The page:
Mass Insight's In The Zone offered a thoughtful response to “Common and Uncommon Ground,” a guest post at Rick Hess Straight Up by Neerav Kingsland and me. It also previewed its new report on the potential of “clustering” in order to scale up school improvement. Mass Insight argues for:
A “Smart District” of the future, focusing on changing systems and structures so as to give schools more power to focus on the classroom level. Districts would create clusters of high schools and their feeder schools, bringing in Lead Partners to cover administrative and operational support for these clusters, and allowing central office to monitor performance, set standards, and serve as the go-between for federal and state agencies.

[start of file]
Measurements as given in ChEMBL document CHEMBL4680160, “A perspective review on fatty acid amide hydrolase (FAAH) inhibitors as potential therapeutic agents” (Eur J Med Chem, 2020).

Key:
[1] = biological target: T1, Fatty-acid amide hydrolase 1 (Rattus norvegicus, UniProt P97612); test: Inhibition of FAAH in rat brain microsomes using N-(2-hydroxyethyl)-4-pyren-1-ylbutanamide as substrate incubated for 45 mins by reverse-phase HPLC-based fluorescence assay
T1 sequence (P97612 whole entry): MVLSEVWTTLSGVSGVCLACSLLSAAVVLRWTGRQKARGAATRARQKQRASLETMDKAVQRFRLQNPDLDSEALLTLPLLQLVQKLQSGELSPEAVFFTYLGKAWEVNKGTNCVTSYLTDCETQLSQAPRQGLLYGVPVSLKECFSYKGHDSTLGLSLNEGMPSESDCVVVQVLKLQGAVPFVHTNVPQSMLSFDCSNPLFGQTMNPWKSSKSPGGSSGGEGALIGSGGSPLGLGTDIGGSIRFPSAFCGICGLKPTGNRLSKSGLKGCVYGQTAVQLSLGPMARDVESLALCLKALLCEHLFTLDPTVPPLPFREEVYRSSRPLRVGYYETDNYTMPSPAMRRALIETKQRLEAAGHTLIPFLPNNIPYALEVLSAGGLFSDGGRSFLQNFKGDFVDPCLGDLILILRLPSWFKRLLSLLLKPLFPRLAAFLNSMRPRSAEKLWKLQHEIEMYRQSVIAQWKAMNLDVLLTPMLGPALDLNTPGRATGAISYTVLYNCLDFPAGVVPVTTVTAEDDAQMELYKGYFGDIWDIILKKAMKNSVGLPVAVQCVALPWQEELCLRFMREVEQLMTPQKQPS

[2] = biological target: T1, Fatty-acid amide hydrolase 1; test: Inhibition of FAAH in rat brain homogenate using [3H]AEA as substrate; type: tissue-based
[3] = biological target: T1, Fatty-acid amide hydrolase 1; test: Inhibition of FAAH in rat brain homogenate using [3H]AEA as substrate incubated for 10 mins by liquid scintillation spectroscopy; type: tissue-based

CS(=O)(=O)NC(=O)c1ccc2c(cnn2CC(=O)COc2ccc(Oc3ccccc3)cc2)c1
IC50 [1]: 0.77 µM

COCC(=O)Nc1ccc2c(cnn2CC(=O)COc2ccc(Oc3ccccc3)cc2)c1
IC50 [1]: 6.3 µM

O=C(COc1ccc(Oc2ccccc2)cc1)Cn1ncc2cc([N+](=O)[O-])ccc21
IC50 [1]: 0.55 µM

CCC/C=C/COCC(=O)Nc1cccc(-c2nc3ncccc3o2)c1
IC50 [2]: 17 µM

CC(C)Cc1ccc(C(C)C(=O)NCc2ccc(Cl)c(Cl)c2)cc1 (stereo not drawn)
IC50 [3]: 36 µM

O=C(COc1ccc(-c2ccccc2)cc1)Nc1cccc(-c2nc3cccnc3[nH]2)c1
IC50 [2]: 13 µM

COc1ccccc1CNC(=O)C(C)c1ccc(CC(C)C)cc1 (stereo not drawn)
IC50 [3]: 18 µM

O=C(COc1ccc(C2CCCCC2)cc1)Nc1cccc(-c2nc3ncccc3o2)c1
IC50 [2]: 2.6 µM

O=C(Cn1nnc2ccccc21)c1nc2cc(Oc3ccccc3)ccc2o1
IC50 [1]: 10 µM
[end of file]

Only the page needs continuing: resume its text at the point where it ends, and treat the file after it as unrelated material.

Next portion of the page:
Clustering, I believe, is a necessary but not a sufficient condition for systemic reform. Until we hold clusters of school accountable, charters will remain free to focus on relatively easier-to-educate low income students and dump the most traumatized children on neighborhood schools. Clustering, alone, will not force reformers to heed the research of the Consortium for Chicago School Research and Paul Tough which explains the additional challenge of improving schools with the most intense concentrations of extreme poverty. But, it could slow the “creaming” of more motivated students that has damaged neighborhood schools.